Look closer, and you'll see invention. Like the two other (lesser) parts of the Earnest Evans trilogy, El Viento is steeped in 1920s adventure and interdimensional horrors, as it sends lithe Peruvian explorer Annet from Chicago streets to hellish caverns and an Empire State Building designed to summon demons. Like Indiana Jones with gangsters and Lovecraft beasts instead of Nazis and chilled monkey brains, El Viento brims with lower-key strangeness, and it's more fascinating for that.
See? They're cool rats.
Annet does all of this to keep cultists and criminals from summoning the ancient deity Hastur, but she's also out to rescue her sister Restiana. Despite rampant evidence that the cult's planning to sacrifice her, Restiana is convinced that she'll become a veritable goddess with Hastur's powers, and she openly asks why Annet opposes them. Annet's response?
That's a solid riposte, Annet. In fact, that screenshot can be used in all sorts of arguments. The next time someone on a forum asks why you favor socialized medicine or oppose a poll tax or enjoy Gundam X, hit 'em with Annet's counter. They'll either give up in disgust or congratulate you on your taste in Genesis games.
Annet's sharp rejoinders fail to sway Restiana, and the game's climax sees the two sisters meeting atop an under-construction Empire State Building. Restiana turns into Hastur's dragonlike form, and Annet destroys the creature.
Oh wait. There’s more to this ending.
Well. That’s not as uplifting. Annet looks on in sorrow as she saves the world but not her misguided sister. This is made all the more haunting by the Earnest Evans trilogy’s tendency to show defeated bosses as viciously mangled corpses. In El Viento, you don't discreetly fade away or gasp out dying solemnities with only a tasteful line of blood at the corner of your mouth. If you mess with Annet, she’ll tear open your ribcage like a stubborn bag of Doritos.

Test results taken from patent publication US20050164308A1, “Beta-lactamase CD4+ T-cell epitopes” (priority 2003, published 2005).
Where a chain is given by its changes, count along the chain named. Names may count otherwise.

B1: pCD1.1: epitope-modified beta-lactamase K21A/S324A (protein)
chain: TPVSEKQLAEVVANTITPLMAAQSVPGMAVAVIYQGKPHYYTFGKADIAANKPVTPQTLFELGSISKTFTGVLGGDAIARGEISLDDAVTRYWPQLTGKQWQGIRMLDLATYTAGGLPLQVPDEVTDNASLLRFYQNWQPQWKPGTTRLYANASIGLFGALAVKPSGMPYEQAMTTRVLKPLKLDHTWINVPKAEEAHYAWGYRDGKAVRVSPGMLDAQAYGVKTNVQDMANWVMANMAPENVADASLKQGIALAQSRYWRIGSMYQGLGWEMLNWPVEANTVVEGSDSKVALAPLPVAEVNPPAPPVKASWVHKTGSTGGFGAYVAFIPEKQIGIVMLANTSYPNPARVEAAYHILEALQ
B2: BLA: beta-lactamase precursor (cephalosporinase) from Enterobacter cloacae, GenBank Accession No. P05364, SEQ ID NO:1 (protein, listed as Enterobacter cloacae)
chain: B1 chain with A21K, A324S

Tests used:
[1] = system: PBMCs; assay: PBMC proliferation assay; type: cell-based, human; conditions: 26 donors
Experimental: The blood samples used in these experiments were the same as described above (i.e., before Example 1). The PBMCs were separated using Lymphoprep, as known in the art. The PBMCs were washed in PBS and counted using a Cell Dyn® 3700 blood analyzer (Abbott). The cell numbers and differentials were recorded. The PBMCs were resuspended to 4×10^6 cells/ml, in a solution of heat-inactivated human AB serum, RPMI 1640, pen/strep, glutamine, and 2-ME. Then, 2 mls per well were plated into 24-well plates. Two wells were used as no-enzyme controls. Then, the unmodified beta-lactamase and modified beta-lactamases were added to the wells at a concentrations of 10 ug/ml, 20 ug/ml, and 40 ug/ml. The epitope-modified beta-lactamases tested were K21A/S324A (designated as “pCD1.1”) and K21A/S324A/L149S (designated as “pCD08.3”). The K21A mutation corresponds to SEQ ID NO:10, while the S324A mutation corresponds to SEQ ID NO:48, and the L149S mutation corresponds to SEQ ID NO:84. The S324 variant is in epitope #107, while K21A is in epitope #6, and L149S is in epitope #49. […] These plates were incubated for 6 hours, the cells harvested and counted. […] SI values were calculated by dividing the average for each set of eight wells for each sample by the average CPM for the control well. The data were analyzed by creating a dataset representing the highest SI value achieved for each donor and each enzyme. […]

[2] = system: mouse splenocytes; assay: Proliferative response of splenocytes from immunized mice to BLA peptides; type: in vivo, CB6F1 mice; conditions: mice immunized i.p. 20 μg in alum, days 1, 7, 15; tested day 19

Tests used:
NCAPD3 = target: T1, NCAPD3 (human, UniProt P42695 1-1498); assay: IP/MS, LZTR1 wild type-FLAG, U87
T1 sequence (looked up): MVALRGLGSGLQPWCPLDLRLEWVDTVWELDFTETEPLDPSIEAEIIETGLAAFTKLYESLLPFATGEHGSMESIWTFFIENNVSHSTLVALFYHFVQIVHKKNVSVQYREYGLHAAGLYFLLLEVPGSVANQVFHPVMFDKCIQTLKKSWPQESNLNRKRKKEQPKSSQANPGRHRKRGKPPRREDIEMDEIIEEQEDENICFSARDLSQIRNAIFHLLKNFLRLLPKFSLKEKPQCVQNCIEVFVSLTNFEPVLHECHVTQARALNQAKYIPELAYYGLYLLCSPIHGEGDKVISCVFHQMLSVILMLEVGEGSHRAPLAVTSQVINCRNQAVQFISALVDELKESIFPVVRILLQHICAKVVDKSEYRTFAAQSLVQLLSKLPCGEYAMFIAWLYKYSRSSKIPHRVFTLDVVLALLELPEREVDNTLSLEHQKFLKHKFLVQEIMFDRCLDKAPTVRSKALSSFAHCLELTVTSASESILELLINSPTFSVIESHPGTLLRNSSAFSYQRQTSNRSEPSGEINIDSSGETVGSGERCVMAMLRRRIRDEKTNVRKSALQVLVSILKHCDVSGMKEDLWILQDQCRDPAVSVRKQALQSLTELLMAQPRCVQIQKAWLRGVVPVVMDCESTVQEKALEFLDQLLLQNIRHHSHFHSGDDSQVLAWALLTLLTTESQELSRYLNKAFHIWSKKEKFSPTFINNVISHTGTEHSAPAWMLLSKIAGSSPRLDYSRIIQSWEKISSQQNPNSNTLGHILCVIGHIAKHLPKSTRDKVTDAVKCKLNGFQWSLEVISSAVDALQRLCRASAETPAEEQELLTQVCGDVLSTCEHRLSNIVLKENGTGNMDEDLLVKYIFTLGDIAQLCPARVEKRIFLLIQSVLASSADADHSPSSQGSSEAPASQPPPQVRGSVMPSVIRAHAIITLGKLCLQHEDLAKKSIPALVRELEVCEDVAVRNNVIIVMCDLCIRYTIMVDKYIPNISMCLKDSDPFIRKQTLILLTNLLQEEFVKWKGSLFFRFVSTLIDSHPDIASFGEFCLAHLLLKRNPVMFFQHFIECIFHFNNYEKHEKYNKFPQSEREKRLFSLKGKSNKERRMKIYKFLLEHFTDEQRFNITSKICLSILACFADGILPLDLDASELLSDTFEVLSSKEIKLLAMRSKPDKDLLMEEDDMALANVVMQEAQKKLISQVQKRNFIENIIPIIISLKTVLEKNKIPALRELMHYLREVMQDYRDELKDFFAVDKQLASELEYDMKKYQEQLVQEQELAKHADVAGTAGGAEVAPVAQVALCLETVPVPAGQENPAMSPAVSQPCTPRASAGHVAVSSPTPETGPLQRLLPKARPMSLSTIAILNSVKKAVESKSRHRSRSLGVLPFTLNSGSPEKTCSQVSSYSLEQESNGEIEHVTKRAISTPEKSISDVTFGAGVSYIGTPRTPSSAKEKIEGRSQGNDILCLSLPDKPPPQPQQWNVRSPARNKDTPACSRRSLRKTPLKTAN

Annet’s resolute façade cracks completely as the ending continues, and she tearfully collapses into the embrace of Earnest, who hasn’t done much else in this entire game. No wonder the third Earnest Evans title was once again all about Annet.
And so El Viento closes with Annet murdering her sister and facing the gravity of her deeds in the most gruesome way. What’s more, her longtime friend Zigfried slinks off, his thoughts revealing that he's got something nasty in mind for Earnest and Annet. There's not much to be happy about here.
It's even more downbeat when you consider that things never improved for Annet. The third and last Earnest Evans game, Annet Futatabi, is a mediocre brawler, and Telenet and Wolfteam ditched the series afterward. They had high hopes for Annet at first, even going so far as to cast her in marketable bighead form, but El Viento never became as momentous as the Valis series, and Annet never became another Yuko. But considering how Telenet turned out a Valis X line of porn games in 2006, Annet might've succeeded a lot worse.
Pity for Annet comes easily. She has engaging pluck about her, and even her typically scant outfit benefits from a few colorful flourishes. Yet the game reduces her mostly to reactions instead of genuine personality, and that may be why she didn’t stick around. In fact, even more vivacious heroines were denied the careers they deserved in the early 1990s. Popful Mail burned with charming avarice, but Falcom never gave her an ongoing series. Madison and Crystal delivered quips and parodies over two Trouble Shooter games, but that was as far as they went. Annet couldn't hope to go further.